Starting a small business or startup will dredge up a lot of emotion. It’s exciting, scary, empowering, and thrilling, usually all in the same day. The moment you have your first win – a new partnership, a great deal from a supplier, your first customer – is one of the most memorable moments in any entrepreneur’s life.
Working with a cofounder can help hedge bets, bring in valuable skills and insight, and add overall strength to the venture. But what happens when your cofounder(s) stop playing nice and you just can’t agree? Stop pulling out your hair and read further for some things to try based on my own experience and stories that I’ve gathered on my podcast.
Find a Mediator
Depending on the stage of the argument and the nature of the conflict, you may need a mediator. After my cofounder chose to leave my startup, he refused to sign non-compete papers. Myself and my remaining cofounder didn’t have the legal knowledge it would take to convince him, so we asked our lawyer to mediate. Our lawyer had been walking through the startup process with us from the beginning, so by this time he was trusted by all three of us. He was able to act neutrally and explain why it was in everyone’s best interest to move forward with the non-compete.
If you have a neutral party involved, especially one of authority, their mediation can be invaluable to resolving conflict between founders. I also suggest hosting the meeting at a mutually neutral location so no one feels threatened.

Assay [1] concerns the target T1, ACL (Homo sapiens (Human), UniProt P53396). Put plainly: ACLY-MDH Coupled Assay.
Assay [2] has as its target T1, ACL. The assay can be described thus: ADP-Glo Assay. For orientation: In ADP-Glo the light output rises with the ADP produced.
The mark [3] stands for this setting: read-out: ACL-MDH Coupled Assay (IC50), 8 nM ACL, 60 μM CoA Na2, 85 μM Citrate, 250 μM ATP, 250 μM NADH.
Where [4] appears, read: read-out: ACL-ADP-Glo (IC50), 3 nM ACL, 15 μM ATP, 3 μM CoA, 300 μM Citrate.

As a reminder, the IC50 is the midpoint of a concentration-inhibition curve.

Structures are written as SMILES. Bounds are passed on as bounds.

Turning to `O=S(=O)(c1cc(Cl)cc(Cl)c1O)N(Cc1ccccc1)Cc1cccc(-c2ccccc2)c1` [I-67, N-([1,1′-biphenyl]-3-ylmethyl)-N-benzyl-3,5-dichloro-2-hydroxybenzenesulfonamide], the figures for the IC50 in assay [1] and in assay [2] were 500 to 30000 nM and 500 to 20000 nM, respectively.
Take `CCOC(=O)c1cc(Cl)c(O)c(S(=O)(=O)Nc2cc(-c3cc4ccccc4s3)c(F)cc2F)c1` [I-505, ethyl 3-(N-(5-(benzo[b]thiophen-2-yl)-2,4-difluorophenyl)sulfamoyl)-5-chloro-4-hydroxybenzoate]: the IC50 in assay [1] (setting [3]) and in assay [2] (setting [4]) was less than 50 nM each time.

Conflict can often arise when two parties disagree on how to handle overlapping tasks. While you may believe two heads are better than one, it may be time to create a hard line between duties. If the conflict doesn’t run too deep, this may resolve the issue – but make sure you stick to it! Even if you have an opinion about the way your partner is running your social media, don’t step in. Voice your concern and then leave them to it.
Get Skin in the Game
This is more of a preventative measure, but it could also be useful if you start seeing an imbalance arise between partners. If one or more founders don’t have any financial investment in the company, they may not feel the same urgency for success as those that do. This is a fast track to resentment. While at the start, an idea may not seem serious enough for everyone to back it, the day will come when they need to. Start the conversation with the premise that you have reached that benchmark, and that everyone needs to invest in order to continue.
It may be hard to remember why in the world you started a business with this person. Take a moment to backtrack to the day you made the decision. What were their winning qualities? What made them seem like they would be a valuable asset? Compare what you thought to what you know today: Has something changed, or were you simply misinformed? If something about them has changed, this may be the best place to start a conversation. A death in the family could mean they’re hanging on by the skin of their teeth because they feel obligated, but your blessing is what they need to let go. If you were misinformed, the conversation gets harder but no less important. Ask if the cofounder is really up to the task, and be sympathetic. Admit that you thought things might go a different way, and ask for their input on next steps. Hopefully you can find a new place to meet in the middle.